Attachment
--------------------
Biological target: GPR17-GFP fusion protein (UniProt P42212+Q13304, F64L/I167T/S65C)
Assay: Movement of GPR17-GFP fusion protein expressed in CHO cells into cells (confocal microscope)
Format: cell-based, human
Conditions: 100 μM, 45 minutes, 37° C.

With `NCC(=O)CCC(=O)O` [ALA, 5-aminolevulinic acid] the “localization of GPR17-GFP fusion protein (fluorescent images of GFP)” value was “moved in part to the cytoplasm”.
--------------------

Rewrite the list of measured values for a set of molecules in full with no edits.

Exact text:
Biological target: GPR17-GFP fusion protein (UniProt P42212+Q13304, F64L/I167T/S65C)
Assay: Movement of GPR17-GFP fusion protein expressed in CHO cells into cells (confocal microscope)
Format: cell-based, human
Conditions: 100 μM, 45 minutes, 37° C.

With `NCC(=O)CCC(=O)O` [ALA, 5-aminolevulinic acid] the “localization of GPR17-GFP fusion protein (fluorescent images of GFP)” value was “moved in part to the cytoplasm”.